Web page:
Let’s start with a quick question.
What's the most you've ever made in a year? $
How many years have you been working?
The tool above assumes, of course, that President Trump’s losses were spread out evenly over the course of a year. But still: It gives you some sense of the scale of how much Trump lost during that period.
We learned that Tuesday evening, when the New York Times published a story looking at 10 years of data from Trump’s tax returns. (The source of that information was not identified.) The numbers are stunning when you consider that Trump lost more than $1 billion from 1985 to 1994.
The Times didn’t detail every loss in every year. What it did detail looks like this, with Trump’s losses accelerating significantly in 1989.
Remember, too, that this was the loss reported in each year. The scale of the losses becomes more obvious when considered in 2019 dollars. The total increases from $1.2 billion to $2.2 billion.
But let’s just consider that $1,173,600,000 that Trump lost, according to his returns. Just how much is that?
If you got the entire amount in $100 bills and lined them up end to end starting at the entrance of Trump Tower, the chain would stretch to New Orleans, assuming a flat surface the entire way. If, instead, you stacked the bills, they would be the height of Trump Tower — more than six times over. It would top the tallest erected structure in the world by more than 1,500 feet. Take the Burj Khalifa and add two Trump Towers on top, and the stack of Trump’s debt would still be taller.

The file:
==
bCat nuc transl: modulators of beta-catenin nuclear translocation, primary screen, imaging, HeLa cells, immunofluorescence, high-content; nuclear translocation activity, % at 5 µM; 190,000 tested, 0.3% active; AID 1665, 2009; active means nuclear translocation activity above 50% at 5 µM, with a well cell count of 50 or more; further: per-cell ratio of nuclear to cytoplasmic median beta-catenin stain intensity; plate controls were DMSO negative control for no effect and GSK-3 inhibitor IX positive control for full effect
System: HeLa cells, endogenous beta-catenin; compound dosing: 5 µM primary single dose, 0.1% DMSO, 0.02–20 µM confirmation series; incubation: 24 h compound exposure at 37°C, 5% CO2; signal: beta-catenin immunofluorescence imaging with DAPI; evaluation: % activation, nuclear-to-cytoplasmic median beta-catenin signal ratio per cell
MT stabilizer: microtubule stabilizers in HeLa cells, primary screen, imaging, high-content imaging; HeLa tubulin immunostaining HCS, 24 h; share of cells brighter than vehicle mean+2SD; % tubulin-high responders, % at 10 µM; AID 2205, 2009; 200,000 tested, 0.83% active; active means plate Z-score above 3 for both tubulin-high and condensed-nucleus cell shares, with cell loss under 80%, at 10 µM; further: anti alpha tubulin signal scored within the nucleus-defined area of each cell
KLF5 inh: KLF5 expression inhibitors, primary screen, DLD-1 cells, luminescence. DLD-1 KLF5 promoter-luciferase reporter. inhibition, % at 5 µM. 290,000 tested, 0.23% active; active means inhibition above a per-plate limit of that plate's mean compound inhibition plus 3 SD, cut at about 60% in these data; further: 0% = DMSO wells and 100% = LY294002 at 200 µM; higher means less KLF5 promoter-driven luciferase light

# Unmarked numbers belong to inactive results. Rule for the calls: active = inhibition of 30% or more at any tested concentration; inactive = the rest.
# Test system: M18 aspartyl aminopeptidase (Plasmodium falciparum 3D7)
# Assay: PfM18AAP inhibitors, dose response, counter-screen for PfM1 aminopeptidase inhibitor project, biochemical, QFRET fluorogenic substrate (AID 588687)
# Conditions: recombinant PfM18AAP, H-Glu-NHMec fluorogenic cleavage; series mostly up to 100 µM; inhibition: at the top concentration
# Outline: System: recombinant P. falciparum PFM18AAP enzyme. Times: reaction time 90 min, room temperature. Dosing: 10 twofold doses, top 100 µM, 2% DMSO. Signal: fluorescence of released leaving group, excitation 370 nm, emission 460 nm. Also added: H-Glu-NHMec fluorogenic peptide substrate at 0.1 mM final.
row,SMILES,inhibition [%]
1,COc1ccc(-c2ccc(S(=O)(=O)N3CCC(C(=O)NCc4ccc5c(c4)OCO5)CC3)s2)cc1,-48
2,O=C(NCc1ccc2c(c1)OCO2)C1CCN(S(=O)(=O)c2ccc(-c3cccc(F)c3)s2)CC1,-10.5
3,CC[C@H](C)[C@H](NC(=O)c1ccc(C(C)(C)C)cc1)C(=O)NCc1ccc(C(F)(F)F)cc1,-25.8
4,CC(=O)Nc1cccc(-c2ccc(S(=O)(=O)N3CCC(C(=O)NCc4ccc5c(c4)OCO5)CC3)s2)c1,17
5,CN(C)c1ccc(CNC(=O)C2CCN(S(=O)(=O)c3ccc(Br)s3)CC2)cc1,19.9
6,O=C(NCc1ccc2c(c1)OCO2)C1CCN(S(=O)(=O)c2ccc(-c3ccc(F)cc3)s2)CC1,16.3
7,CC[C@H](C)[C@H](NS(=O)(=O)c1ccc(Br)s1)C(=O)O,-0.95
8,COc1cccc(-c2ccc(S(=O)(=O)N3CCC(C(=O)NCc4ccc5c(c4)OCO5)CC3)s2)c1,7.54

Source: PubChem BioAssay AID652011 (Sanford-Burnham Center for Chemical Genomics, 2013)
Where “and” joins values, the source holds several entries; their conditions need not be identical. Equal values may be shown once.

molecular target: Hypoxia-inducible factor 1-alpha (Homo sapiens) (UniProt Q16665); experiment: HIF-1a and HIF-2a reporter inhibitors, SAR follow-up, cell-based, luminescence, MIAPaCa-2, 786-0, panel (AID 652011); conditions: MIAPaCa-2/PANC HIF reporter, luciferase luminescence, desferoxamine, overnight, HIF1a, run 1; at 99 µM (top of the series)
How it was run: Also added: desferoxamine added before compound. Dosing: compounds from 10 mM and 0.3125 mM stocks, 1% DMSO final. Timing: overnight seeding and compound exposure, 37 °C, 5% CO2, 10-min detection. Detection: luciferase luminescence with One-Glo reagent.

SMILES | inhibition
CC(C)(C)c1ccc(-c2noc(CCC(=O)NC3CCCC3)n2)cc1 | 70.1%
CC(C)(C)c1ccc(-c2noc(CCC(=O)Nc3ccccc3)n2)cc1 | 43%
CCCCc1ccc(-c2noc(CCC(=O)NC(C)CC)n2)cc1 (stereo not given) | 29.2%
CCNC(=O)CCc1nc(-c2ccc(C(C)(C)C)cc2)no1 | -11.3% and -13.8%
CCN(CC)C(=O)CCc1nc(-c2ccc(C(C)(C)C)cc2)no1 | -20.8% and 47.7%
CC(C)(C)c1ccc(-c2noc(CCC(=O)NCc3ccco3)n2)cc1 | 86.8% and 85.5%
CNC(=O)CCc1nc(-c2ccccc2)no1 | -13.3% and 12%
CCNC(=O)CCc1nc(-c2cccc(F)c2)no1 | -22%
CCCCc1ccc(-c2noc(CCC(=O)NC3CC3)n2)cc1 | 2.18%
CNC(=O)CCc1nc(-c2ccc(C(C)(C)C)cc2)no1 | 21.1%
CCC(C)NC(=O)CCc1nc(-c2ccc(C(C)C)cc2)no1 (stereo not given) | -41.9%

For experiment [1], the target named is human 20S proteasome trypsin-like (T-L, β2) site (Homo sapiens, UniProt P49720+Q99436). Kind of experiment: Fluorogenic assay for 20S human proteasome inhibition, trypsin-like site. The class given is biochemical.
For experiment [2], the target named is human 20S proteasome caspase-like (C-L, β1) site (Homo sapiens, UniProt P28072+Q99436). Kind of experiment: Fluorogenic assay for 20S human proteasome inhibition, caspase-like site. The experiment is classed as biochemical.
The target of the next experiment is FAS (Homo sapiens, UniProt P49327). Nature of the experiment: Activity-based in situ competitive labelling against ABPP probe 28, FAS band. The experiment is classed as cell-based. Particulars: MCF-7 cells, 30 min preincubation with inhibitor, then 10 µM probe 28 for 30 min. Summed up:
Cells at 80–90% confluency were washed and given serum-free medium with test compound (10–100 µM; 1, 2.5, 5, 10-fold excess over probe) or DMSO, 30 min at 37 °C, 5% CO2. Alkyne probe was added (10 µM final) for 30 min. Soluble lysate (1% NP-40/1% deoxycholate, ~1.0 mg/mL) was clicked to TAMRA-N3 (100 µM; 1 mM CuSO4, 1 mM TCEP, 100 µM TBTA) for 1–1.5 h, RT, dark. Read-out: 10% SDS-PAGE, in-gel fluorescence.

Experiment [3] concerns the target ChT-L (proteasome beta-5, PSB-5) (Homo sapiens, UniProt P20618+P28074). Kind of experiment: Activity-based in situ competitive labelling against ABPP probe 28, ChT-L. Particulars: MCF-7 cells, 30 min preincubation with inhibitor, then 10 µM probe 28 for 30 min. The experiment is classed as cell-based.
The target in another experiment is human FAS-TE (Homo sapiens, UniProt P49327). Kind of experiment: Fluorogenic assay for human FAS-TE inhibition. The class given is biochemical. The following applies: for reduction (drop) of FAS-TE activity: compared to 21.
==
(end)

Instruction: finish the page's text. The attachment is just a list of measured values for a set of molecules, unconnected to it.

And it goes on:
And that’s in hundreds.
The Times story notes that Trump’s losses were among the largest for any person in the country during those years. It was, in other words, an extraordinary set of numbers. We can put that into further context by comparing Trump’s losses to what other Americans were earning.
In 1985, for example, the unadjusted median household income was $21,317. Trump lost as much that year as 2,100 households that earned that median income would have. By 1990, the estimate for what Trump lost suggests that it equaled what more than 9,400 households would have earned.
Or we can put it in another context. One of the reasons Trump experienced such significant losses was his purchase in 1989 of a shuttle airline service, according to the Times. A round-trip fare between D.C. and New York cost $284 in 1991 — meaning Trump’s losses that year could have covered more than 911,000 flights on his airline.
At least until May of that year, when the struggling airline slashed prices. At a new round-trip cost of $119, Trump’s 1991 losses could have covered the airfare for nearly 2.2 million flights between his hometown and the nation’s capital.
Finding customers for those flights, though, was part of the problem.
Note: The information submitted in the tool at the top of this article is not transmitted anywhere or used in anyway.